Tuesday, March 15, 2011

The Dhurry Weavers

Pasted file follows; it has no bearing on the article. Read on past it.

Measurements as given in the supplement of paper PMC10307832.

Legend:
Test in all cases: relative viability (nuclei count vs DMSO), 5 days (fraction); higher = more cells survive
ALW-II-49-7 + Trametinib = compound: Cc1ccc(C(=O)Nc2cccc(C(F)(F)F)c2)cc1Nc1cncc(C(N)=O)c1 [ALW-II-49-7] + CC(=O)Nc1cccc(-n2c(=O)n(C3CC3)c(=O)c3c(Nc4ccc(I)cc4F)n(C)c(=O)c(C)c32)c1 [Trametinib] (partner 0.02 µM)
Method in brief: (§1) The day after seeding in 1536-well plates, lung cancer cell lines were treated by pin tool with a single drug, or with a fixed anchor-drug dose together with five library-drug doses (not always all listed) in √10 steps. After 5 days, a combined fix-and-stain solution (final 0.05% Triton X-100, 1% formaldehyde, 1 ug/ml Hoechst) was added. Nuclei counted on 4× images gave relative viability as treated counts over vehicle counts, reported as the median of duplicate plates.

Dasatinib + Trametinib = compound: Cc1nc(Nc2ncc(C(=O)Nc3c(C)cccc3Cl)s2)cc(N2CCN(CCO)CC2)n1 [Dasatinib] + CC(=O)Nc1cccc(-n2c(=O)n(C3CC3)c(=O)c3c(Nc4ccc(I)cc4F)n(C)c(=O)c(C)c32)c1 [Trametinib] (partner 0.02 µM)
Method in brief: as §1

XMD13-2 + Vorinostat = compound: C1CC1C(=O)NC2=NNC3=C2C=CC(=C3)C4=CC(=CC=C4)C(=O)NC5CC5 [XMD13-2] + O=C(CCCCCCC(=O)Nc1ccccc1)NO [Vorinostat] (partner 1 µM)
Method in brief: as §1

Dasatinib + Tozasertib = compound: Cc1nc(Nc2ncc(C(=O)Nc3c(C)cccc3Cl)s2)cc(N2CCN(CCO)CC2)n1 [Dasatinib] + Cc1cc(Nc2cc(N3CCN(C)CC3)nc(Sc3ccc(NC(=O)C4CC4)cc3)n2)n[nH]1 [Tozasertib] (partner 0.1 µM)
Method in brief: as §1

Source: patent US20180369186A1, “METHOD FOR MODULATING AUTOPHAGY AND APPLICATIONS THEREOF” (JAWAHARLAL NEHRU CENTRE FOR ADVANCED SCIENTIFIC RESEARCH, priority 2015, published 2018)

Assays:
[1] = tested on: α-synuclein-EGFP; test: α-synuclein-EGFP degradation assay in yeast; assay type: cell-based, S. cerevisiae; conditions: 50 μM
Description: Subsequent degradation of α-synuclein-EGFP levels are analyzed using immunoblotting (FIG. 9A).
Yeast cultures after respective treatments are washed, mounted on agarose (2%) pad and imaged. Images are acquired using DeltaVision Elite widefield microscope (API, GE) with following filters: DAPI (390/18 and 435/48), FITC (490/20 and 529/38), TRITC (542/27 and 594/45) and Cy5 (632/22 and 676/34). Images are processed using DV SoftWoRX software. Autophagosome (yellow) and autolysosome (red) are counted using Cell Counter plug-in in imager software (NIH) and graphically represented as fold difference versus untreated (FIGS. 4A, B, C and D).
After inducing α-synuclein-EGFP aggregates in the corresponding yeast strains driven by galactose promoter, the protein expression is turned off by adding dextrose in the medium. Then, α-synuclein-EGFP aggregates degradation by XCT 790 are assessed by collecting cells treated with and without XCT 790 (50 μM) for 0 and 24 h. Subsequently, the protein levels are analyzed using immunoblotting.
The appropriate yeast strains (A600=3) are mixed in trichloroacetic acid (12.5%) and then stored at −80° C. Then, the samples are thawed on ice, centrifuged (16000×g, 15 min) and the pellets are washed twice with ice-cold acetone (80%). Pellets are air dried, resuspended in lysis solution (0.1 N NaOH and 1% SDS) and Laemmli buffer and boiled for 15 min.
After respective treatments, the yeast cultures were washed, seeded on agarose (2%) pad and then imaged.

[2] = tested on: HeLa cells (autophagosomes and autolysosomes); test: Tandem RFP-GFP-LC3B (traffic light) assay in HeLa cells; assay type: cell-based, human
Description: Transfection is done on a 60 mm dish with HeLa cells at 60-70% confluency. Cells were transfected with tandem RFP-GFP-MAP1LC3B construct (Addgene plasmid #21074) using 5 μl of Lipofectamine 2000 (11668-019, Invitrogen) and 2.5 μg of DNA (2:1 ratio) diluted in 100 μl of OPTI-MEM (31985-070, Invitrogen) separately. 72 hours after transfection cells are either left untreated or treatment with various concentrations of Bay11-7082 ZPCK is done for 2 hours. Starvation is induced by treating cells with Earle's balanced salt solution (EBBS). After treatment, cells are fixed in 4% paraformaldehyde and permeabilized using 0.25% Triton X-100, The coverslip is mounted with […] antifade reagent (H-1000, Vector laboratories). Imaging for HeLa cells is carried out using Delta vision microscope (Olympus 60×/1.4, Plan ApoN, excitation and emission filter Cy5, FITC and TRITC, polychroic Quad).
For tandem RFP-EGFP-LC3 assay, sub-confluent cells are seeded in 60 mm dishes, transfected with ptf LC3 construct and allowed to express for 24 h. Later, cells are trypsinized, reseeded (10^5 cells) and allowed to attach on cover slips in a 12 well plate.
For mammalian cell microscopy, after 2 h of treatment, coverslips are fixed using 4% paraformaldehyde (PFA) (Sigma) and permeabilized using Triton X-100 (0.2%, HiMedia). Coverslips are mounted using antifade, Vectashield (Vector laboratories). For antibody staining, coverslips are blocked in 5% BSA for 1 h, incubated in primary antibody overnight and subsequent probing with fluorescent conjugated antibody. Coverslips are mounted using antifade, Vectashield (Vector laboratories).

Our next stop was to the home of dhurry weavers. Of the Prajapati caste, these weavers were Hindu. Their homes were round, designed to protect against the winds of summer. Erected on poles reaching above the conical thatched roofs were small solar panels that provided some power for electricity. These panels were provided by the government as a way of helping keep craftsmen and rural people in the area. On the cow dung surfaced courtyard (which helped keep the surface cooler and cleaner) was a large kolam. Their woven dhurries are traditionally used as ground covering, but are now popular with tourists. One weaver was quick to demonstrate how compact a rug could be folded, making it easy to pack. Materials used for their hurries include camel hair and sheep wool (both traditional), and now cotton, silk, and jute. It takes two people ten days to weave a 3x5 m (10x16 ft) rug and an additional two days to set up the loom. Nowadays, factories are threatening the handloom industry.

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